Chicken and Turkey Farmers Prepare for Return of Bird Flu This Fall

Revelation 6:7,8 NCV When the Lamb opened the fourth seal, I heard the voice of the fourth living creature say, "Come!"8 I looked, and there before me was a pale horse. Its rider was named death, and Hades was following close behind him. They were given power over a fourth of the earth to kill people by war, by starvation, by disease, and by the wild animals of the earth.

Another round of bird flu could be on the way due to the annual fall migration of wild birds.

The avian flu affected 48.8 million poultry in 21 states this spring. Iowa and Minnesota were hit the hardest by the outbreak. Minnesota alone saw $600 million in losses as the virus spread to over 100 farms in the state.

Many believe that migrating ducks and geese are what carried the bird flu into the United States, but thousands of droppings have been tested and so far, the results have come up negative. Others blame lapses in biosecurity and other farmers blame the wind.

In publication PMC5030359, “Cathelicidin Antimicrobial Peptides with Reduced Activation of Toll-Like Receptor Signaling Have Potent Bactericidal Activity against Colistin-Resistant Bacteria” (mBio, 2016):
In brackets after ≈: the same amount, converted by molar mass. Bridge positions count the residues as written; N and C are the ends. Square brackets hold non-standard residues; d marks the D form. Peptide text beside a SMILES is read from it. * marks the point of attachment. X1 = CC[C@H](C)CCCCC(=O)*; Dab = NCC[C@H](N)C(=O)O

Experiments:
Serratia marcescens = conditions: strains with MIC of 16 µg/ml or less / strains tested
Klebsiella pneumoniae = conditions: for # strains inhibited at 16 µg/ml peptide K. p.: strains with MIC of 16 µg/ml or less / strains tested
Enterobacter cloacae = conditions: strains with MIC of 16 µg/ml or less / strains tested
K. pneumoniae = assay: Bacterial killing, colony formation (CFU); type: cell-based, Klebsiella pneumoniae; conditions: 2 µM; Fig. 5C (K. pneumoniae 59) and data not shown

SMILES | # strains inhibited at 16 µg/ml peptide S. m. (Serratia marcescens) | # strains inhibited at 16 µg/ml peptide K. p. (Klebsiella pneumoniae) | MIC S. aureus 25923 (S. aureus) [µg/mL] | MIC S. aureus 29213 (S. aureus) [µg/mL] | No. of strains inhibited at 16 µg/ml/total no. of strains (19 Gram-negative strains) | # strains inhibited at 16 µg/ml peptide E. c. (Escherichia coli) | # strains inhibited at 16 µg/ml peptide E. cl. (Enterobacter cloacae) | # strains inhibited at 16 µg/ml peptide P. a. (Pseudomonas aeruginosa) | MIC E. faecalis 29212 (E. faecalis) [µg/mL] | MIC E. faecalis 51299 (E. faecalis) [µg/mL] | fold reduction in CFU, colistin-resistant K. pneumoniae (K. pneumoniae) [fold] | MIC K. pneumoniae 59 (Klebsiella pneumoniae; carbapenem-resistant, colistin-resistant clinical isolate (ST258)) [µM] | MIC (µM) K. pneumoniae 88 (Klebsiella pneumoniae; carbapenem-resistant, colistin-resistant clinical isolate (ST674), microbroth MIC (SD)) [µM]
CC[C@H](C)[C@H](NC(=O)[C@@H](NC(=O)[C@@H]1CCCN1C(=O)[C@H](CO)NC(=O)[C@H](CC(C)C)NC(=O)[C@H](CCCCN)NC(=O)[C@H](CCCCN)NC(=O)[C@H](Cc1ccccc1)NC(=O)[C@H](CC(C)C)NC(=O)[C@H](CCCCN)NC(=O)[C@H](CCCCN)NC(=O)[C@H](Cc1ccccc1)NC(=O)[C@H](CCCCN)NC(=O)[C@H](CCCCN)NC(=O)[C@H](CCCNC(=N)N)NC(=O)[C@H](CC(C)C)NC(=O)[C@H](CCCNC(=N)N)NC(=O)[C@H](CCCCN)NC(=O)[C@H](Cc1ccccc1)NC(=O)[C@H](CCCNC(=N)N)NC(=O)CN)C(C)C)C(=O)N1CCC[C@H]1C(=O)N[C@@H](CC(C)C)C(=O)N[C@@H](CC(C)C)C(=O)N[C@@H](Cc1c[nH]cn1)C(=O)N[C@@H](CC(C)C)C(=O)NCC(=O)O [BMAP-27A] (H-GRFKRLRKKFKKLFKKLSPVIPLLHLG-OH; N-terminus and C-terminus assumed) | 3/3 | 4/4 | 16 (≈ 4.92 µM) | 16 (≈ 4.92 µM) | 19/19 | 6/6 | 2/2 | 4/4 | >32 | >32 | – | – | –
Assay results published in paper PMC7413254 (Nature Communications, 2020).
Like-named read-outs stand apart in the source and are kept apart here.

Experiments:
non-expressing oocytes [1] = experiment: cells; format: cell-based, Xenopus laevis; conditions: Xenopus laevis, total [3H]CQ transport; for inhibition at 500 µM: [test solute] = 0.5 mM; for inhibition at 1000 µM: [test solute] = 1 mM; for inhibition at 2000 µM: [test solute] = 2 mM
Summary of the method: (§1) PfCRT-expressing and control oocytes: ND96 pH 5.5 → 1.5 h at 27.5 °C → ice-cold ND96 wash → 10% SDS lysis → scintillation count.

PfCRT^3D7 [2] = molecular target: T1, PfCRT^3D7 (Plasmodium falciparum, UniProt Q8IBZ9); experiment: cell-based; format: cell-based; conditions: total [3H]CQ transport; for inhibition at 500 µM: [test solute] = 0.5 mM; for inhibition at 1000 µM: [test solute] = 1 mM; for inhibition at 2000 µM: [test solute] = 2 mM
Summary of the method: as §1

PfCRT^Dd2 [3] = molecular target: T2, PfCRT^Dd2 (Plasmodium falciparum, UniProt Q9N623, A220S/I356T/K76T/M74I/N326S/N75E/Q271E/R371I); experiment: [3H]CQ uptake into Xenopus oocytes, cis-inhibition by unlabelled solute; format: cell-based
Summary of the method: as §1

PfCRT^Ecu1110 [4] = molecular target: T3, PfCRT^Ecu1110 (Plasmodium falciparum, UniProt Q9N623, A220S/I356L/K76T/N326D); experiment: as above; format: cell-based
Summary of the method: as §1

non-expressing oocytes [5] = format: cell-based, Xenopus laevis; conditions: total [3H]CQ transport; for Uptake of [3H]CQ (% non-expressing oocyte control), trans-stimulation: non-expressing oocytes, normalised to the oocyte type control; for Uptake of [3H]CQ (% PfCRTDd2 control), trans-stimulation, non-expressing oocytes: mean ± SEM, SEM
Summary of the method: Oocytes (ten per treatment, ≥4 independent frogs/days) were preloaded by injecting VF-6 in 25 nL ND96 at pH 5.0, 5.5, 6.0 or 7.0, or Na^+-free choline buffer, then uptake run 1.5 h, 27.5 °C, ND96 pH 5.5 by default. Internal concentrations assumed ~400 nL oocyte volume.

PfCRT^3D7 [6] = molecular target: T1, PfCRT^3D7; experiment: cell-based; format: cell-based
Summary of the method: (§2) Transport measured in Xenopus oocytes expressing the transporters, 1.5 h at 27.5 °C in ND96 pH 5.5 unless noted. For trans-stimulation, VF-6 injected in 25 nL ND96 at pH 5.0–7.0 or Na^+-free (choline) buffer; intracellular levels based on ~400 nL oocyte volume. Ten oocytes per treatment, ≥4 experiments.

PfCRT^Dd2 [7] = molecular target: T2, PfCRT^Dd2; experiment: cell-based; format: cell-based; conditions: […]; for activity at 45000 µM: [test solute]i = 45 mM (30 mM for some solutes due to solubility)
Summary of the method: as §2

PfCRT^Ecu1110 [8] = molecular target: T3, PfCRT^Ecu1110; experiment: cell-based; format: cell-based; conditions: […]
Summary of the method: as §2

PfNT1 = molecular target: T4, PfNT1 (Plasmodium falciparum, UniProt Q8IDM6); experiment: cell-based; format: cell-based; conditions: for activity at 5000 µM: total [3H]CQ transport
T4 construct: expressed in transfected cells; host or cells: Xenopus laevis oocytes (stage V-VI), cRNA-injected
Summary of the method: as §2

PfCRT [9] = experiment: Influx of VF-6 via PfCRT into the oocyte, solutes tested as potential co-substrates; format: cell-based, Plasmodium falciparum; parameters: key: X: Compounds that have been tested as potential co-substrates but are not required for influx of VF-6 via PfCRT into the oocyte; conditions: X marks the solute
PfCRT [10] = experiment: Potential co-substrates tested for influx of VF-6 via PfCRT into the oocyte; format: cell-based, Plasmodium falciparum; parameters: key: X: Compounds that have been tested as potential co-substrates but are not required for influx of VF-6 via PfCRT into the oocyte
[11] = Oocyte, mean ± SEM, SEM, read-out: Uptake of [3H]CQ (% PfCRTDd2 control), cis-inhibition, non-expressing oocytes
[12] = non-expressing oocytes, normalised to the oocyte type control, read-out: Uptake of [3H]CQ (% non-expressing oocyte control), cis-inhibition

Agriculture Secretary Tom Vilsack stated that the situation could have been handled better.

“We understand there are issues involving biosecurity, there are issues involving depopulation, there are issues involving disposal, there are issues involving indemnification, and the time for repopulation,” Vilsack said.

The U.S. Department of Agriculture (USDA) has since issued a 57-page plan for this fall that reportedly can handle twice as many infections. The USDA is also hoping to stockpile the vaccine that will reduce the amount of virus created from an outbreak, but it won’t fully protect the birds.

The scare of another bird flu outbreak has also started a controversy on how to dispose of birds who are infected with the virus. U.S. agriculture officials have approved a new method that would entail trapping infected poultry in a sealed atmosphere, turning up the heat, and shutting off all ventilation. Animals rights groups immediately responded, stating that this method was cruel.

“We shouldn’t compound the problems for birds by subjecting them to a particularly miserable and protracted means of euthanasia,” said Michael Blackwell, the Humane Society’s chief veterinary officer.

U.S. agriculture officials state that this method isn’t the first choice as it can take 30 to 40 minutes for the birds to die of heat stress.

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